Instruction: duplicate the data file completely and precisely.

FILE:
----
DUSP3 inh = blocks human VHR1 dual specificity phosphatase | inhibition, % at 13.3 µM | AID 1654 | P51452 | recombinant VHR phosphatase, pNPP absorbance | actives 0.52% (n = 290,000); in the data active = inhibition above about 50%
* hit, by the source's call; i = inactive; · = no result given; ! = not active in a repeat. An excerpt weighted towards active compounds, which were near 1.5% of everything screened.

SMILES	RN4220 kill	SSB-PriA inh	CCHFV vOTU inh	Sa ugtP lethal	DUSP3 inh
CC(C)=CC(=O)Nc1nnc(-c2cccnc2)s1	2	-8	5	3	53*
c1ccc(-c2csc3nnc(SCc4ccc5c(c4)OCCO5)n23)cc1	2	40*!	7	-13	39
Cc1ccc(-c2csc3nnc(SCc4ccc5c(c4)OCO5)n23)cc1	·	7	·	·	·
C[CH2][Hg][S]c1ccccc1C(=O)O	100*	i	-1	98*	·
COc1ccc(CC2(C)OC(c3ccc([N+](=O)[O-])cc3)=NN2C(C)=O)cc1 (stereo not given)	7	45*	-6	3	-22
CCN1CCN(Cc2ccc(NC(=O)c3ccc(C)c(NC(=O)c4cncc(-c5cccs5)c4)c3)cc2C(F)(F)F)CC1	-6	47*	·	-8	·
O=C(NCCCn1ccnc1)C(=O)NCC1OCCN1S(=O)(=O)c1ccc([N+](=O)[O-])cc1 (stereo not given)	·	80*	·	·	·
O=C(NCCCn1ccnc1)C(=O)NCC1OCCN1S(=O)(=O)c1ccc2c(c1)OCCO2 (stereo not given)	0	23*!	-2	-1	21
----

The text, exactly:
DUSP3 inh = blocks human VHR1 dual specificity phosphatase | inhibition, % at 13.3 µM | AID 1654 | P51452 | recombinant VHR phosphatase, pNPP absorbance | actives 0.52% (n = 290,000); in the data active = inhibition above about 50%
* hit, by the source's call; i = inactive; · = no result given; ! = not active in a repeat. An excerpt weighted towards active compounds, which were near 1.5% of everything screened.

SMILES	RN4220 kill	SSB-PriA inh	CCHFV vOTU inh	Sa ugtP lethal	DUSP3 inh
CC(C)=CC(=O)Nc1nnc(-c2cccnc2)s1	2	-8	5	3	53*
c1ccc(-c2csc3nnc(SCc4ccc5c(c4)OCCO5)n23)cc1	2	40*!	7	-13	39
Cc1ccc(-c2csc3nnc(SCc4ccc5c(c4)OCO5)n23)cc1	·	7	·	·	·
C[CH2][Hg][S]c1ccccc1C(=O)O	100*	i	-1	98*	·
COc1ccc(CC2(C)OC(c3ccc([N+](=O)[O-])cc3)=NN2C(C)=O)cc1 (stereo not given)	7	45*	-6	3	-22
CCN1CCN(Cc2ccc(NC(=O)c3ccc(C)c(NC(=O)c4cncc(-c5cccs5)c4)c3)cc2C(F)(F)F)CC1	-6	47*	·	-8	·
O=C(NCCCn1ccnc1)C(=O)NCC1OCCN1S(=O)(=O)c1ccc([N+](=O)[O-])cc1 (stereo not given)	·	80*	·	·	·
O=C(NCCCn1ccnc1)C(=O)NCC1OCCN1S(=O)(=O)c1ccc2c(c1)OCCO2 (stereo not given)	0	23*!	-2	-1	21